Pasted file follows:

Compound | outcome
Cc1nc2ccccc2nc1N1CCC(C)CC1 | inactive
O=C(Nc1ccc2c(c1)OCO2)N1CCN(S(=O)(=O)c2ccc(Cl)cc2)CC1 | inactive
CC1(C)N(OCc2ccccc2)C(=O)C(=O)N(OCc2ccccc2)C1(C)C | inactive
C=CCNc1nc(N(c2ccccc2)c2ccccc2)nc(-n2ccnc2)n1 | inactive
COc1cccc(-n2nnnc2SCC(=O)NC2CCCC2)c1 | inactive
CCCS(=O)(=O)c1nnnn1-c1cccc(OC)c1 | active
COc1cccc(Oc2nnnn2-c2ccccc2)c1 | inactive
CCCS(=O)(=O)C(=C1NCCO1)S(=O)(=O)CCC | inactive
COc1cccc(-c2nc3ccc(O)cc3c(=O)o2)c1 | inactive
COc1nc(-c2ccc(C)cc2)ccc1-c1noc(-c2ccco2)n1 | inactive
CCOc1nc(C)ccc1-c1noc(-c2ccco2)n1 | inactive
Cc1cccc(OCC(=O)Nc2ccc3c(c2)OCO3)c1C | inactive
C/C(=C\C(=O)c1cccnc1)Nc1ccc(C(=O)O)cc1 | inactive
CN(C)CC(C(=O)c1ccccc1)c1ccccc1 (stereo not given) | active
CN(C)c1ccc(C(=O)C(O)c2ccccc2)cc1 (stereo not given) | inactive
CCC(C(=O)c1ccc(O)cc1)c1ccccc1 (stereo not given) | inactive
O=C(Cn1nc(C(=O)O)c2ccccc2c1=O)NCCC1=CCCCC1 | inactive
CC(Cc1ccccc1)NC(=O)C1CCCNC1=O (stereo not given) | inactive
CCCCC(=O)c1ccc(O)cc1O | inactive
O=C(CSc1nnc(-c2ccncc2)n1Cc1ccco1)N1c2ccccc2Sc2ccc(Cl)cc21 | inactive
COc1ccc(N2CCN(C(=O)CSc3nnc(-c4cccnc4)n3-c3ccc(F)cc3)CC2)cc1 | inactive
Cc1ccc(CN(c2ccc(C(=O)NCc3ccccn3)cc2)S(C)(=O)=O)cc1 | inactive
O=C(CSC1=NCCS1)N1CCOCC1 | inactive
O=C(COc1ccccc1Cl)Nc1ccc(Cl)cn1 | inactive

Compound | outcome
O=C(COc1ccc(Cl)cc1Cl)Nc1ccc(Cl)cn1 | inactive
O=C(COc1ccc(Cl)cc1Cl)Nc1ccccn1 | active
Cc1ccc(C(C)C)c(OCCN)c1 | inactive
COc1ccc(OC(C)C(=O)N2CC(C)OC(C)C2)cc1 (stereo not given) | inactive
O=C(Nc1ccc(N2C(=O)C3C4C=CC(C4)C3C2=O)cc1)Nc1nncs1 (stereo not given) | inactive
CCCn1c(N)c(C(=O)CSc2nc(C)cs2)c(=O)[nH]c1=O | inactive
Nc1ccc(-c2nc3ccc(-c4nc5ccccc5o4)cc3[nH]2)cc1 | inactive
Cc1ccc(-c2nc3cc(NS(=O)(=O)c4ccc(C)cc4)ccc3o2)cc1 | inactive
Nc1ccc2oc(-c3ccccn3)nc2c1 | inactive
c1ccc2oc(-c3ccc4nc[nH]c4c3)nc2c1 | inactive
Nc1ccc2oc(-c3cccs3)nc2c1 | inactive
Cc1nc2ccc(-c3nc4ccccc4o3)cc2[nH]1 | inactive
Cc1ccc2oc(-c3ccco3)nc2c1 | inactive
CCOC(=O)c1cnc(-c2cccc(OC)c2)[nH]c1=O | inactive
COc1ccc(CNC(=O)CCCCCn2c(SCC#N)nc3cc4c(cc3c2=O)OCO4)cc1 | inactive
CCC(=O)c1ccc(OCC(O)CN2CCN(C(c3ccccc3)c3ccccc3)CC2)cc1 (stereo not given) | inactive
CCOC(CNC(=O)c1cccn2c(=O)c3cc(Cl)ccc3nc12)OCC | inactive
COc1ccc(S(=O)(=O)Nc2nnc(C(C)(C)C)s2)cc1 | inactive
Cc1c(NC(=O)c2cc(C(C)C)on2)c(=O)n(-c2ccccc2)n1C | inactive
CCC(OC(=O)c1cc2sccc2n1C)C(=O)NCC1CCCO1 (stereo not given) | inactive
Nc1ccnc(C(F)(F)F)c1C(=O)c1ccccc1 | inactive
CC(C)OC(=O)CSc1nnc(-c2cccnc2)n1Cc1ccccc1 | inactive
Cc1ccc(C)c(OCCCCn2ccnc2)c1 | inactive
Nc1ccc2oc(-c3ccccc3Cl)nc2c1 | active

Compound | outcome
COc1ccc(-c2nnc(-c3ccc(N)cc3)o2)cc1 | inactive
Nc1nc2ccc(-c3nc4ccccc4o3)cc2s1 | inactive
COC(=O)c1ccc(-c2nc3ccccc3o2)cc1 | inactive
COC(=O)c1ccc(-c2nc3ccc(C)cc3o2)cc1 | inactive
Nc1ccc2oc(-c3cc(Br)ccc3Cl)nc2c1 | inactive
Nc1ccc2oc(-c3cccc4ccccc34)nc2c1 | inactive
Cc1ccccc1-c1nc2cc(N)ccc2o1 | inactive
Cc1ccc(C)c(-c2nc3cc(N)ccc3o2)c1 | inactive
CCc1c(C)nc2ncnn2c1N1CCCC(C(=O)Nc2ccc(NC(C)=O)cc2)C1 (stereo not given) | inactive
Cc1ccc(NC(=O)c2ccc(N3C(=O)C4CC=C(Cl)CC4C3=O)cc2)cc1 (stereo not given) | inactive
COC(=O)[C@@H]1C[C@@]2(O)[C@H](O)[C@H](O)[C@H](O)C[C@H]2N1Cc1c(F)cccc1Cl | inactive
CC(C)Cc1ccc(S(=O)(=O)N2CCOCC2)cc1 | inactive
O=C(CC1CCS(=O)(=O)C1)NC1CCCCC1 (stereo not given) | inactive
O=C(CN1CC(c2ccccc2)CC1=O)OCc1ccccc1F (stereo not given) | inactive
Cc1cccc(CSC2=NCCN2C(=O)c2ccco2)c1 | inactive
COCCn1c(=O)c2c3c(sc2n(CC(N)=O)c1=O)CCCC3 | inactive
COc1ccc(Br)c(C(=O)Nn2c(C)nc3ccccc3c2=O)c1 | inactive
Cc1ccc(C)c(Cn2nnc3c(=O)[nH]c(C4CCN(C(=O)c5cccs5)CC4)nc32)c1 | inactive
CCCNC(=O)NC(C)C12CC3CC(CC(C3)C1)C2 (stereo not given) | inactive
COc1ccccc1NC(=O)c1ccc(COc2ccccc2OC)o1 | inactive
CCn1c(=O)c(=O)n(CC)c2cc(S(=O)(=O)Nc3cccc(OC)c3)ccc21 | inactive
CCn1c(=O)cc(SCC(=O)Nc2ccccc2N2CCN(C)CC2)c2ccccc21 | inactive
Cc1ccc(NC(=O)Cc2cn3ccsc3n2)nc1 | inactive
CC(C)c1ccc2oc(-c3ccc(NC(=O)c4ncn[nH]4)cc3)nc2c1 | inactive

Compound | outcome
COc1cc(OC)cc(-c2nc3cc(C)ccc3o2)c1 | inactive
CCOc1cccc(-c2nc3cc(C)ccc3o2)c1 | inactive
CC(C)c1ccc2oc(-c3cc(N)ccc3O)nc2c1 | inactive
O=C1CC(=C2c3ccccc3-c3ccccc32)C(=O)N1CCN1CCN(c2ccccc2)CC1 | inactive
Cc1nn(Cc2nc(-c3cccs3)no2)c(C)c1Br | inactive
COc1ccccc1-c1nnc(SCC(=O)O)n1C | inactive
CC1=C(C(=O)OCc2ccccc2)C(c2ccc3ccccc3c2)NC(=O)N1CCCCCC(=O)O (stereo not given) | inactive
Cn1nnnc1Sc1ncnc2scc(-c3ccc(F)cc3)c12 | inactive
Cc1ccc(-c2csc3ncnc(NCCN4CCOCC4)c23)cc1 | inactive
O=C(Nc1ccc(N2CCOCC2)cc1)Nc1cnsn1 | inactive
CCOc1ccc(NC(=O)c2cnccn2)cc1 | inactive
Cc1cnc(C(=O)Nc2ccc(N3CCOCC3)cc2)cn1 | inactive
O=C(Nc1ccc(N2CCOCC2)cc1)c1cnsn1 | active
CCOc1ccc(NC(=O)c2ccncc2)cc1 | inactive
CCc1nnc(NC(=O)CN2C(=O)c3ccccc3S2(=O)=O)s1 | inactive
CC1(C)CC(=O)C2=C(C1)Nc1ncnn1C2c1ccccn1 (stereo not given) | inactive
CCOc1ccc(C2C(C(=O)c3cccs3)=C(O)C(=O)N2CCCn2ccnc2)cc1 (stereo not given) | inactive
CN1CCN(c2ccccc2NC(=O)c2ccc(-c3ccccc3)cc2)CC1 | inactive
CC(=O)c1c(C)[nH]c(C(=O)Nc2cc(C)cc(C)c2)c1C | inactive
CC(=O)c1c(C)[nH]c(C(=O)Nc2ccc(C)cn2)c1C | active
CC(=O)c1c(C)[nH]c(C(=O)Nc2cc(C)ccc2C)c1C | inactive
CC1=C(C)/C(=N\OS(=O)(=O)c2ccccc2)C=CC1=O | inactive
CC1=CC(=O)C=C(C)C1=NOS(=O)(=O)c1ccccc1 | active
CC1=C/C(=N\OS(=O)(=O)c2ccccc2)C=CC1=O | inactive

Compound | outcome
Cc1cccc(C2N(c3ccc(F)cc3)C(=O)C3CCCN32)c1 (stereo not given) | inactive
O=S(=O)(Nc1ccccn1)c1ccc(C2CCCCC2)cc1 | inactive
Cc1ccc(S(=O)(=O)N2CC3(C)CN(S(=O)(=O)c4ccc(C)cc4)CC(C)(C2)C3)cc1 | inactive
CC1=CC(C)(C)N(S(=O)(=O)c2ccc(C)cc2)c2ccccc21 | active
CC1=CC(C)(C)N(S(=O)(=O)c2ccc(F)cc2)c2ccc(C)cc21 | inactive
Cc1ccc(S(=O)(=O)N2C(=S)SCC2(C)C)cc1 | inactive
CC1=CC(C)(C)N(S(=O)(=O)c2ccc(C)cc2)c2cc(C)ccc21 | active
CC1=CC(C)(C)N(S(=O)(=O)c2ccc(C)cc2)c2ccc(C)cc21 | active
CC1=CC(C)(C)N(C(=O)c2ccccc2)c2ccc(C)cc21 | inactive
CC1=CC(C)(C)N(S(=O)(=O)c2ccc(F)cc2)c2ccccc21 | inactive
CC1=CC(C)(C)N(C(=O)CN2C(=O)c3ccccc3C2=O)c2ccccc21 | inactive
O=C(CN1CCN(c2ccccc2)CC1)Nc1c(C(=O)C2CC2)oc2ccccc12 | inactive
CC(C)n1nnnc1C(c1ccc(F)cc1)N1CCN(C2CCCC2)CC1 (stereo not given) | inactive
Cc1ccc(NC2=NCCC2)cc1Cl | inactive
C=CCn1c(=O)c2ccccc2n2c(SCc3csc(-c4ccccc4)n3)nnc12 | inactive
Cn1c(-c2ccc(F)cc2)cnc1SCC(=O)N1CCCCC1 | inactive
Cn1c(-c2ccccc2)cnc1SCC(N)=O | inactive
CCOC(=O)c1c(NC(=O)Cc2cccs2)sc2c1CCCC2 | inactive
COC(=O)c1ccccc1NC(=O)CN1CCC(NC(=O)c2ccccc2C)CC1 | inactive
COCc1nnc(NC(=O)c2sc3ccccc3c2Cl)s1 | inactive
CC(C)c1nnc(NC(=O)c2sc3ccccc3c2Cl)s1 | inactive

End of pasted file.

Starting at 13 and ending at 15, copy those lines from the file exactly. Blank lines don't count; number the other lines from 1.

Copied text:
Cc1cccc(OCC(=O)Nc2ccc3c(c2)OCO3)c1C | inactive
C/C(=C\C(=O)c1cccnc1)Nc1ccc(C(=O)O)cc1 | inactive
CN(C)CC(C(=O)c1ccccc1)c1ccccc1 (stereo not given) | active